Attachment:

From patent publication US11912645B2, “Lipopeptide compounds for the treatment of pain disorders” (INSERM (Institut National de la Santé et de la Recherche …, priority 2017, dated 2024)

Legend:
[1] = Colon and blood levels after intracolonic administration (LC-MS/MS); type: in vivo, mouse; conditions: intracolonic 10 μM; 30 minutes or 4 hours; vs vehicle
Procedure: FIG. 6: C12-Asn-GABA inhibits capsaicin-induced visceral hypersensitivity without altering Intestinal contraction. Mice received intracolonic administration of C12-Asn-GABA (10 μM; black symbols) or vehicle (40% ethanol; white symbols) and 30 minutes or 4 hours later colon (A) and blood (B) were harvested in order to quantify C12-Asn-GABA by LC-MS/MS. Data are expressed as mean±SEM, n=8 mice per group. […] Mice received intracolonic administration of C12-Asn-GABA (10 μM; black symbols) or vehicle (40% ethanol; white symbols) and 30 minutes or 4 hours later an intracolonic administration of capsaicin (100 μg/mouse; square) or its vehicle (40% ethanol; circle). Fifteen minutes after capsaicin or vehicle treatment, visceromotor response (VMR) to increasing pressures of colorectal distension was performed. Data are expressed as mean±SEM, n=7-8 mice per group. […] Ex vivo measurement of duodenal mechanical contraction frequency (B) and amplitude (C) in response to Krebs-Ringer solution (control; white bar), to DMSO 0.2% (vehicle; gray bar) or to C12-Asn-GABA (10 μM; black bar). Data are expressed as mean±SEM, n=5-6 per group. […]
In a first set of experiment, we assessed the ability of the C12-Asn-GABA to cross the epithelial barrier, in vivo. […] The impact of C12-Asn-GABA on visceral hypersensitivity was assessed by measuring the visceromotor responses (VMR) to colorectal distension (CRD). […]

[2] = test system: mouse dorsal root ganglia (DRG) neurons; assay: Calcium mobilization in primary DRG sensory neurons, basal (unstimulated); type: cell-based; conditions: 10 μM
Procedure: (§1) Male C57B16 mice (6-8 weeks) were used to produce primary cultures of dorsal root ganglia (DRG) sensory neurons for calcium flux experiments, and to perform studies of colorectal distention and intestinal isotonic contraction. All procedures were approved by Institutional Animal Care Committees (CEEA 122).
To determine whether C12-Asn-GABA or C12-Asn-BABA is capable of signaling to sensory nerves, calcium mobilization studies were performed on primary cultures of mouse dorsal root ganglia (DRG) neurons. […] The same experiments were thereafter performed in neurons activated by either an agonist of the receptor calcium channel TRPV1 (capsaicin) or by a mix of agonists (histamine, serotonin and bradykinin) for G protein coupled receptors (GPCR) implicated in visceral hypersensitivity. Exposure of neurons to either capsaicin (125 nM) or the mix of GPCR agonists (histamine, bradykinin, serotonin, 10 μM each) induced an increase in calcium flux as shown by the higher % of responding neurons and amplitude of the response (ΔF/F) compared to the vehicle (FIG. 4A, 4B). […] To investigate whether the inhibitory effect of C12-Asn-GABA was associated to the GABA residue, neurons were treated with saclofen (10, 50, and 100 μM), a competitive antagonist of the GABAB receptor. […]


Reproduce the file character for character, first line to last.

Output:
From patent publication US11912645B2, “Lipopeptide compounds for the treatment of pain disorders” (INSERM (Institut National de la Santé et de la Recherche …, priority 2017, dated 2024)

Legend:
[1] = Colon and blood levels after intracolonic administration (LC-MS/MS); type: in vivo, mouse; conditions: intracolonic 10 μM; 30 minutes or 4 hours; vs vehicle
Procedure: FIG. 6: C12-Asn-GABA inhibits capsaicin-induced visceral hypersensitivity without altering Intestinal contraction. Mice received intracolonic administration of C12-Asn-GABA (10 μM; black symbols) or vehicle (40% ethanol; white symbols) and 30 minutes or 4 hours later colon (A) and blood (B) were harvested in order to quantify C12-Asn-GABA by LC-MS/MS. Data are expressed as mean±SEM, n=8 mice per group. […] Mice received intracolonic administration of C12-Asn-GABA (10 μM; black symbols) or vehicle (40% ethanol; white symbols) and 30 minutes or 4 hours later an intracolonic administration of capsaicin (100 μg/mouse; square) or its vehicle (40% ethanol; circle). Fifteen minutes after capsaicin or vehicle treatment, visceromotor response (VMR) to increasing pressures of colorectal distension was performed. Data are expressed as mean±SEM, n=7-8 mice per group. […] Ex vivo measurement of duodenal mechanical contraction frequency (B) and amplitude (C) in response to Krebs-Ringer solution (control; white bar), to DMSO 0.2% (vehicle; gray bar) or to C12-Asn-GABA (10 μM; black bar). Data are expressed as mean±SEM, n=5-6 per group. […]
In a first set of experiment, we assessed the ability of the C12-Asn-GABA to cross the epithelial barrier, in vivo. […] The impact of C12-Asn-GABA on visceral hypersensitivity was assessed by measuring the visceromotor responses (VMR) to colorectal distension (CRD). […]

[2] = test system: mouse dorsal root ganglia (DRG) neurons; assay: Calcium mobilization in primary DRG sensory neurons, basal (unstimulated); type: cell-based; conditions: 10 μM
Procedure: (§1) Male C57B16 mice (6-8 weeks) were used to produce primary cultures of dorsal root ganglia (DRG) sensory neurons for calcium flux experiments, and to perform studies of colorectal distention and intestinal isotonic contraction. All procedures were approved by Institutional Animal Care Committees (CEEA 122).
To determine whether C12-Asn-GABA or C12-Asn-BABA is capable of signaling to sensory nerves, calcium mobilization studies were performed on primary cultures of mouse dorsal root ganglia (DRG) neurons. […] The same experiments were thereafter performed in neurons activated by either an agonist of the receptor calcium channel TRPV1 (capsaicin) or by a mix of agonists (histamine, serotonin and bradykinin) for G protein coupled receptors (GPCR) implicated in visceral hypersensitivity. Exposure of neurons to either capsaicin (125 nM) or the mix of GPCR agonists (histamine, bradykinin, serotonin, 10 μM each) induced an increase in calcium flux as shown by the higher % of responding neurons and amplitude of the response (ΔF/F) compared to the vehicle (FIG. 4A, 4B). […] To investigate whether the inhibitory effect of C12-Asn-GABA was associated to the GABA residue, neurons were treated with saclofen (10, 50, and 100 μM), a competitive antagonist of the GABAB receptor. […]